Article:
With a squad full of quality and depth and a tactically-minded manager hungry for success, the 14/15 season looks exciting. But this isn’t a situation Watford supporters are used to
Promotion. We’ve all spoken about it. Of course we have, why wouldn’t we talk about it? The players we have going into this season are a cut above what we were used to pre-Pozzos, and we should expect the method in Nani’s madness to become clearer year on year. But are we comfortable talking about it? Are we truly okay with talking about promotion as a realistic target for this season? I know I’m not.
Let me explain. I enjoy talking about promotion. I love that I can tell my Premiership team supporting friends that we have a player or two that they’ve actually heard of. I love the fact Essaïd Belkalem played a blinder against Germany at the World Cup, and that our latest signing played every minute of Ecuador’s World Cup campaign. People know who Vydra is these days, and despite the initial inevitable titters of laughter, Gomes is a quality ‘keeper.
I find myself saying things like ‘this will be our year,’ and ‘we have the strongest Watford squad I’ve ever seen.’ Like Frank Smith of the Watford Observer, I openly tell my friends about the fact that I’ve put a bit of money on us going up this season. (NB: Betting is a mug’s game.)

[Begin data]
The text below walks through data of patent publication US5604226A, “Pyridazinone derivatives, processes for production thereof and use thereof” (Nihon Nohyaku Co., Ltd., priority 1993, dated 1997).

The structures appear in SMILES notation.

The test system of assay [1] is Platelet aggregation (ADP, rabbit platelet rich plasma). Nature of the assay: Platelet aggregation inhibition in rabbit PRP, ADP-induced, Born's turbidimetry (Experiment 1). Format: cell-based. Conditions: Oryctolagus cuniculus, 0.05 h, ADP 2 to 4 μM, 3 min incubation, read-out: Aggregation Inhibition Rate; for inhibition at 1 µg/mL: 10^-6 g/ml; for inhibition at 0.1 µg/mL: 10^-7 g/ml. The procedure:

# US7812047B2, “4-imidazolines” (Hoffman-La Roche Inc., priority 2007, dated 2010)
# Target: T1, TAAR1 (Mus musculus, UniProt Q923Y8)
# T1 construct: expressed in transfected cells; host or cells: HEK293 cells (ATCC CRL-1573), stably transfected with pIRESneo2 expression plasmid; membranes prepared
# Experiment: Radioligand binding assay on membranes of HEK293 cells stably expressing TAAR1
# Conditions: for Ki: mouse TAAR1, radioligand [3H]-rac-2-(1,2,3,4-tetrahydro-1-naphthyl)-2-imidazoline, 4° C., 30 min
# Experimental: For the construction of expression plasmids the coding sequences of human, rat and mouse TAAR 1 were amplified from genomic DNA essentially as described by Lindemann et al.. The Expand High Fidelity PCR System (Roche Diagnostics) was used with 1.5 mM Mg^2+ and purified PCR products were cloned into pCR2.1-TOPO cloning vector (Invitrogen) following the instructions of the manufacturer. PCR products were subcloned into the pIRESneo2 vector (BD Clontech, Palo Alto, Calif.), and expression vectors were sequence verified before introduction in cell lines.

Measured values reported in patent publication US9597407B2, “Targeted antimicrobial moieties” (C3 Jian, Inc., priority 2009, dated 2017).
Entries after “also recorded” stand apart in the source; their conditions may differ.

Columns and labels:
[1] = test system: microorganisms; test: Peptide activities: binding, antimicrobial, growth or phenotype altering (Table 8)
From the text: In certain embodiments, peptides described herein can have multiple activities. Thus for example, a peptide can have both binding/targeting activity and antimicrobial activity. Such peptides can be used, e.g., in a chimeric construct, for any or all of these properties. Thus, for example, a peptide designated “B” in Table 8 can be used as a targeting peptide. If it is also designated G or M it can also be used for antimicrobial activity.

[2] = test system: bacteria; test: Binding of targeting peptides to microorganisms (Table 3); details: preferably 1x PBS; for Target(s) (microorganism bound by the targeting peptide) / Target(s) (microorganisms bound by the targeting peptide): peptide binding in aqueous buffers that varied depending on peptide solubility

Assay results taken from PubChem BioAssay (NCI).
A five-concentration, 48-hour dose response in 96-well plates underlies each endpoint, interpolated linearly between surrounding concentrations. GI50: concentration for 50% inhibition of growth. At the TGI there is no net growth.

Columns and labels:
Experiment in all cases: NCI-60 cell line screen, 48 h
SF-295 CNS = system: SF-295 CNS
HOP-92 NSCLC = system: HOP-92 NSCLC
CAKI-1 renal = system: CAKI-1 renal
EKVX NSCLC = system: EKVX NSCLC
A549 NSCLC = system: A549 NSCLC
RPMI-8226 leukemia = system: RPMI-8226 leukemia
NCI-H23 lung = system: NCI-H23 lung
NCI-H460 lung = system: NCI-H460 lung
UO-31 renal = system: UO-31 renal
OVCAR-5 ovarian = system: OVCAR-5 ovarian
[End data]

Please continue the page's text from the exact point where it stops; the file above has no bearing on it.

But when I finish talking about our squad and its promise, and after explaining the good feeling around the club, I can’t help but feel a sense of dread in the pit of my stomach. I know what type of fan I’ve somehow become, and I’m not sure I like it.
Let’s look at where Hornets fans of my generation came from. My earliest memories are of a Watford traipsing through boggy pitches, power, grit and determination winning through over flair and grace (Gifton Noel Williams notwithstanding). If we did well we were over performing; promotions to the Premier League in 1999 and 2006 were never going to result in a long term future at the top. If we didn’t do well we moved on and put it down to experience.
Our true achievements and the few top players we had as I grew up were flashes in the pan, but that’s not to take away from them of course. Who could forget the burgeoning Ashley Young, the handful of Cup semi finals, or the one-season-wonder that was Aidy Boothroyd? These days it feels like the flashes in the pan are the bad decisions and bad players; the highs are more overarching and feel like they will go on and on.
These days, being an optimistic Watford supporter is not a plucky bit of cheeriness; brave faced nonchalance in the face of nearing administration and a squad full of talented but inexperienced local kids and hardworking-but-ultimately-average journeymen.
I may be overstating it a bit, but we used to be inoffensive plodders. By this I mean that to your average football fan, our highs were probably as shortlived and insignificant as our lows. We were seen as naïve if we expressed any kind of optimism. If you told someone ‘Dyche will get us up this year,’ you’d have got a chuckle at best, hysterical laughter at worst. ‘Malky has the squad to take us to the top at the first time of asking,’ may have warranted a pat on the head. ‘Lewington might surprise a few people next season,’ might have even got you sectioned.